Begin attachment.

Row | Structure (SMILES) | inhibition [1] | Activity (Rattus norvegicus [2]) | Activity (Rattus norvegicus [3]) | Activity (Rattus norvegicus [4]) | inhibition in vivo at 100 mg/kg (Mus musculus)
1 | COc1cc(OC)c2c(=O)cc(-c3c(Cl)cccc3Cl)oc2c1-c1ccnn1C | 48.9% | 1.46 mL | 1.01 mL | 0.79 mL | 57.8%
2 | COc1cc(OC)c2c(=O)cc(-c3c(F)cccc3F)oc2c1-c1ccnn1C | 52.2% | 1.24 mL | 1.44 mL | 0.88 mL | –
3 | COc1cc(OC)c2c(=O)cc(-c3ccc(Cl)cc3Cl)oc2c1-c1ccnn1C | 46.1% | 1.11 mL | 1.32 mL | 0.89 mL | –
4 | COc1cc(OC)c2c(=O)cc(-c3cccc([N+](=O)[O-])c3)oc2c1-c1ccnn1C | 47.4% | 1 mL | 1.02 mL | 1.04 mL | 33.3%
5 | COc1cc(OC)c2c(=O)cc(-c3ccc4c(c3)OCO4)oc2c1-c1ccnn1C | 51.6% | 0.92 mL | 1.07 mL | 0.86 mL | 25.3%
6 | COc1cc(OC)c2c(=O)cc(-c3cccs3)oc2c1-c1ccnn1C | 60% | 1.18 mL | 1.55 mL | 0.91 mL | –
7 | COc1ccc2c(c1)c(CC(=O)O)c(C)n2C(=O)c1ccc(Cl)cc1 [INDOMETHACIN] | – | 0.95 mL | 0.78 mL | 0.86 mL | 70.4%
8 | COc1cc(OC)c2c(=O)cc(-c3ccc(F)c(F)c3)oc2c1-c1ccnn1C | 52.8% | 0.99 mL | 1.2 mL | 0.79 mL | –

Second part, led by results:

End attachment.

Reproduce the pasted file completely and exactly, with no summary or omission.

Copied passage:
Row | Structure (SMILES) | inhibition [1] | Activity (Rattus norvegicus [2]) | Activity (Rattus norvegicus [3]) | Activity (Rattus norvegicus [4]) | inhibition in vivo at 100 mg/kg (Mus musculus)
1 | COc1cc(OC)c2c(=O)cc(-c3c(Cl)cccc3Cl)oc2c1-c1ccnn1C | 48.9% | 1.46 mL | 1.01 mL | 0.79 mL | 57.8%
2 | COc1cc(OC)c2c(=O)cc(-c3c(F)cccc3F)oc2c1-c1ccnn1C | 52.2% | 1.24 mL | 1.44 mL | 0.88 mL | –
3 | COc1cc(OC)c2c(=O)cc(-c3ccc(Cl)cc3Cl)oc2c1-c1ccnn1C | 46.1% | 1.11 mL | 1.32 mL | 0.89 mL | –
4 | COc1cc(OC)c2c(=O)cc(-c3cccc([N+](=O)[O-])c3)oc2c1-c1ccnn1C | 47.4% | 1 mL | 1.02 mL | 1.04 mL | 33.3%
5 | COc1cc(OC)c2c(=O)cc(-c3ccc4c(c3)OCO4)oc2c1-c1ccnn1C | 51.6% | 0.92 mL | 1.07 mL | 0.86 mL | 25.3%
6 | COc1cc(OC)c2c(=O)cc(-c3cccs3)oc2c1-c1ccnn1C | 60% | 1.18 mL | 1.55 mL | 0.91 mL | –
7 | COc1ccc2c(c1)c(CC(=O)O)c(C)n2C(=O)c1ccc(Cl)cc1 [INDOMETHACIN] | – | 0.95 mL | 0.78 mL | 0.86 mL | 70.4%
8 | COc1cc(OC)c2c(=O)cc(-c3ccc(F)c(F)c3)oc2c1-c1ccnn1C | 52.8% | 0.99 mL | 1.2 mL | 0.79 mL | –

Second part, led by results: